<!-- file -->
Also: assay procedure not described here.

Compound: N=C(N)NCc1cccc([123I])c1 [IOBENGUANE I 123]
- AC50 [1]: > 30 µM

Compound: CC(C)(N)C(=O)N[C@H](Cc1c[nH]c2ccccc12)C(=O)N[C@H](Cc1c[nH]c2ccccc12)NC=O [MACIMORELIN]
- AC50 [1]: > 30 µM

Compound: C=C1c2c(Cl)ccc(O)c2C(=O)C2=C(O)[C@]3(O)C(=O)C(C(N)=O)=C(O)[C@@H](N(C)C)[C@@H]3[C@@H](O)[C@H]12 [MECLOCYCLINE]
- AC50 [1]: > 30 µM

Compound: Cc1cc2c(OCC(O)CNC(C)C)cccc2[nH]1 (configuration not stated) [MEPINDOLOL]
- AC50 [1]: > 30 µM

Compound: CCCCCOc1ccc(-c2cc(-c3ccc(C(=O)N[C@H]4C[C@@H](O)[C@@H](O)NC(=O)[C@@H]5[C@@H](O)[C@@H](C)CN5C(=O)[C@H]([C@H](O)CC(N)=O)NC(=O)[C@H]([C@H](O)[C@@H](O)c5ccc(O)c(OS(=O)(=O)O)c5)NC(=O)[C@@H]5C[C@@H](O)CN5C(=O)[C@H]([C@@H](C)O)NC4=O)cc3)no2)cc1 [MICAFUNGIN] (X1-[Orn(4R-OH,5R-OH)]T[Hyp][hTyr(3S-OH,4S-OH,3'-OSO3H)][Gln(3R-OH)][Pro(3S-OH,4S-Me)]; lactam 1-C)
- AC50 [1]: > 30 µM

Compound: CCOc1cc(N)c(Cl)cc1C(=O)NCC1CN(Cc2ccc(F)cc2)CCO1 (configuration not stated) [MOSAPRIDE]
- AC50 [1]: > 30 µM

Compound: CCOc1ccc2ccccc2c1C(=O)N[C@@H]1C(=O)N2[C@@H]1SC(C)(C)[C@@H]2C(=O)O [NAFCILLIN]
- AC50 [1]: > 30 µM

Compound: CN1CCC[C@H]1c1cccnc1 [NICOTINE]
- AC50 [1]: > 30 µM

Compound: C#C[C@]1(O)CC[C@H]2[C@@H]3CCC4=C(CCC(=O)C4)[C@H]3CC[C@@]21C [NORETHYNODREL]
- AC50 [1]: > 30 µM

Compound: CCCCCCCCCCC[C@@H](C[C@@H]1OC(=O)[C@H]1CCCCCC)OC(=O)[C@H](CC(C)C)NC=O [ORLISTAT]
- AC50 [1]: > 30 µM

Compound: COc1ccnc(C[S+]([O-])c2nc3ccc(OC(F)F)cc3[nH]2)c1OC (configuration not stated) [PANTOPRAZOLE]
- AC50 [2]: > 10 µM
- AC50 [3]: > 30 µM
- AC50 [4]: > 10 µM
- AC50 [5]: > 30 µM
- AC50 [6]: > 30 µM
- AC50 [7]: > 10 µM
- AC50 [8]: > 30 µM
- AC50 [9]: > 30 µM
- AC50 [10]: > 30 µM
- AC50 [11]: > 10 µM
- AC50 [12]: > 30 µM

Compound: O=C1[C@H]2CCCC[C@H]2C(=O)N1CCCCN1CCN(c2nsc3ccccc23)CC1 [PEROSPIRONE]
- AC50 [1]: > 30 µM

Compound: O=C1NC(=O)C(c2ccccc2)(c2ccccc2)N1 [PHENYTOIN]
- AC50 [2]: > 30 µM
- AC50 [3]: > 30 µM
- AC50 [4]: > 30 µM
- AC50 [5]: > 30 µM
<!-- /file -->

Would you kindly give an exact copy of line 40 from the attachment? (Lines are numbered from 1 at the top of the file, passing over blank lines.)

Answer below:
- AC50 [5]: > 30 µM